He added that Davie has received formal inquiries for about $1.2 billion worth of newbuild projects, notably for ferries and offshore vessels like the Cecon Pride. In addition to bidding on those jobs and finishing five vessels already in the yard – the three Cecon vessels, and two car ferries for the Société des Traversiers du Québec – he said Davie is also interested in getting federal shipbuilding work.

Davie recently hired several senior managers from the two 2011 winners of the $33-billion national shipbuilding strategy bid process – Halifax’s Irving and Vancouver’s Seaspan. One of them – Jared Newcombe, who was hired as Davie’s Chief Operating Officer after quitting as senior project manager at the Irving-owned Halifax Shipyard in April – is being sued by Irving, which alleges he purloined NSPS-related documents before leaving.

Though Davie finished a distant third in the NSPS bidding – becoming insolvent and going out of operation for 18 months until its purchase by the current owners a year ago – Vicefield is confident that the revived yard has a chance to land some of the remaining $2 billion that the federal government plans to spend on the construction of more than 100 smaller support and patrol vessels for the Canadian Coast Guard and the Navy.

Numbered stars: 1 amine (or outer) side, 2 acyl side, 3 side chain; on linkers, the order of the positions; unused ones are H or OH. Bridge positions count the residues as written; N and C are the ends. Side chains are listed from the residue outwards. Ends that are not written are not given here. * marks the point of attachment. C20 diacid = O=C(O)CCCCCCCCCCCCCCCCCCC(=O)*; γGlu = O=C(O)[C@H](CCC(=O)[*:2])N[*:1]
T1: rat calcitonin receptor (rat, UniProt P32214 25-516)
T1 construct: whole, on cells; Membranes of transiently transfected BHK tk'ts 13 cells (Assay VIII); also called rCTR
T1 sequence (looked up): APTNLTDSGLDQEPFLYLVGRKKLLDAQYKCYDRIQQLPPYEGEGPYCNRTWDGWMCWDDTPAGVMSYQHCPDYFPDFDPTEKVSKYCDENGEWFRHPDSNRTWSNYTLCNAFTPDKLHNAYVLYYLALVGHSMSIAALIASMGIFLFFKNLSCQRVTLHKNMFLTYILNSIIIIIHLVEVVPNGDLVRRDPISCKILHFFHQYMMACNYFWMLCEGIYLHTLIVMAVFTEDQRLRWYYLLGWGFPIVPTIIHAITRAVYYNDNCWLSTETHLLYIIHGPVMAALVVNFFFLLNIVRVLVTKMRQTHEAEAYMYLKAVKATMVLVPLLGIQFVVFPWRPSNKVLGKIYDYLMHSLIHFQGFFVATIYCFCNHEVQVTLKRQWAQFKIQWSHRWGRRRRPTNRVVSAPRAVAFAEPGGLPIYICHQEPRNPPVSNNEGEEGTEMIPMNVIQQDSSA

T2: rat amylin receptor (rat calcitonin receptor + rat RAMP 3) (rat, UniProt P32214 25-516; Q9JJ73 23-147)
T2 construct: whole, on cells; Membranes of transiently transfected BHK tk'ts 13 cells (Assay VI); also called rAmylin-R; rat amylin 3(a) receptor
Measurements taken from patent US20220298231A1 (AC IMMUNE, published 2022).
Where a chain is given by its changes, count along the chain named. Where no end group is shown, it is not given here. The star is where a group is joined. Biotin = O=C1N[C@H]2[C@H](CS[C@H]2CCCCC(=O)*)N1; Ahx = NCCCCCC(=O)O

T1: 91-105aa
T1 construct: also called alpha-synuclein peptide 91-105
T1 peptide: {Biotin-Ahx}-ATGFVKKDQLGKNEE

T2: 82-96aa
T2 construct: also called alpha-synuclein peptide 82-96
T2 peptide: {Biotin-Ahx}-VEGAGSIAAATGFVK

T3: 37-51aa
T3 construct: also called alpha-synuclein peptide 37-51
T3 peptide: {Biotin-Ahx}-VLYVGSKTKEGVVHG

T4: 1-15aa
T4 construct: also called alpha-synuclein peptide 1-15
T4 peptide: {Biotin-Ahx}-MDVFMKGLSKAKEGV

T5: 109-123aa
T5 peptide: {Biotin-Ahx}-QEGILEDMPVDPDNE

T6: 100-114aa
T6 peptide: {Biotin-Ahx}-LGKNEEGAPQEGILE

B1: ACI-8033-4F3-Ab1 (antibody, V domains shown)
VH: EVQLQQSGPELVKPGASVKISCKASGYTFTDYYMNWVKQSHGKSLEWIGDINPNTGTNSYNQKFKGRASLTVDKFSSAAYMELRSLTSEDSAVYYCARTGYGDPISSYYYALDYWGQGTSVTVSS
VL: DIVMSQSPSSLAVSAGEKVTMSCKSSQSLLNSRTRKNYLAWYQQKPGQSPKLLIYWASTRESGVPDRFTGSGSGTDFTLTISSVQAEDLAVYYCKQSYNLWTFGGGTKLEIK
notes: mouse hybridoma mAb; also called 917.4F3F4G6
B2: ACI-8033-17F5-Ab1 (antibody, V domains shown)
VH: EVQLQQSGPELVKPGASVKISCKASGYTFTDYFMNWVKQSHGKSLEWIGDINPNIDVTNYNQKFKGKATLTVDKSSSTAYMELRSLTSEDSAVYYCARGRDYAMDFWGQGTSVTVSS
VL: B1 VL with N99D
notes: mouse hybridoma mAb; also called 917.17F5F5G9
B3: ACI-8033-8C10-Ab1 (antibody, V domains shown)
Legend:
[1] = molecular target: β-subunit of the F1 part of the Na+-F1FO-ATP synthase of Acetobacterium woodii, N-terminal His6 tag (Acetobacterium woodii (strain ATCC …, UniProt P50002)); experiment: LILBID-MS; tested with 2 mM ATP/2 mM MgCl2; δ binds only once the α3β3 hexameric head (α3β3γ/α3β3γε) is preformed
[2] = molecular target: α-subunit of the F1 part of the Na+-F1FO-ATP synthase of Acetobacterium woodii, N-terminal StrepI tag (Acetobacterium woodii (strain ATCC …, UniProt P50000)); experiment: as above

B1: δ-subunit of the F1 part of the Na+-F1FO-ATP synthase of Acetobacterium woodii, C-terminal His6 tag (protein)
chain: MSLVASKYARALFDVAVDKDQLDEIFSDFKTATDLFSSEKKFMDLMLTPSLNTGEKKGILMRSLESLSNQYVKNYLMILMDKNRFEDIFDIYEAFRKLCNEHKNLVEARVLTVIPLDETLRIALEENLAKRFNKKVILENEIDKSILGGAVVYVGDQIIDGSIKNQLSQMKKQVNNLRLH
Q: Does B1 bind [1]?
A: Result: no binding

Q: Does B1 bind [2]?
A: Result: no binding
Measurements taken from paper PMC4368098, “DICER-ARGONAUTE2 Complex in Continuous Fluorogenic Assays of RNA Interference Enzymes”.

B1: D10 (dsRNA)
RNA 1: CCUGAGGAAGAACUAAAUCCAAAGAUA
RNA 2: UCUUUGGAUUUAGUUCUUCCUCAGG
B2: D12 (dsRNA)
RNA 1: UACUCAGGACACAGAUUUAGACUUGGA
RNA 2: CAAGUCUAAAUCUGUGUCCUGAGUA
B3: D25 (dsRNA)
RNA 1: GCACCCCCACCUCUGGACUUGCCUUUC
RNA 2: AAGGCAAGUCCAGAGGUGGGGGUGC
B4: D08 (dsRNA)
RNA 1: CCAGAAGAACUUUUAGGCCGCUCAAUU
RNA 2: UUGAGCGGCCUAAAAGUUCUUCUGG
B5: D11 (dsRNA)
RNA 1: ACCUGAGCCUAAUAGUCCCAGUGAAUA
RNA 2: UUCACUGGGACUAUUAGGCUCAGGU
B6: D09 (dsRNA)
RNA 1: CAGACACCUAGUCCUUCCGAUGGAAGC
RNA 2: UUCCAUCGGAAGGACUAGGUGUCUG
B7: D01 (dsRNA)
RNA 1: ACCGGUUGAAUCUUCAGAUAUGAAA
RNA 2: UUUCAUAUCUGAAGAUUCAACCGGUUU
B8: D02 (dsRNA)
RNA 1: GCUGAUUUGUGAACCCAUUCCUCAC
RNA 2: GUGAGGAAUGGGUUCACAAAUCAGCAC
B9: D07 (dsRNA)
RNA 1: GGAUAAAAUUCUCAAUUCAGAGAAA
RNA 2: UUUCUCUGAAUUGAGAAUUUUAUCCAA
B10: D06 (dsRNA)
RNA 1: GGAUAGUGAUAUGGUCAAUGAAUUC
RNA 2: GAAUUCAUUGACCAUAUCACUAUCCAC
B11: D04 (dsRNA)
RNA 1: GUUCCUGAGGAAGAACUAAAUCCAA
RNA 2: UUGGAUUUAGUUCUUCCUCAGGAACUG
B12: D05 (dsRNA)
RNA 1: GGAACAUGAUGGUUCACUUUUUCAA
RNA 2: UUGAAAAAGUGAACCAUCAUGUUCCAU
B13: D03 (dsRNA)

“They absolutely interest us,” said Vicefield. “What we can do at Davie is create a production line which creates efficiencies that will result in cost savings.” He also hinted that Davie would be “capable and ready” to take on work from the first bidding process in the event that Irving and/or Seaspan don’t have the capacity to deliver.

He was referring to a report earlier this year from federal spending watchdog Kevin Page, who questioned the ability of Seaspan in particular to fulfill its $8-billion part of the contract to build seven or eight combat and non-combat vessels. “Seaspan’s experience has been in the field of barges, ferries (and) smaller commercial ships,” the parliamentary budget officer wrote in his report, which was released in February.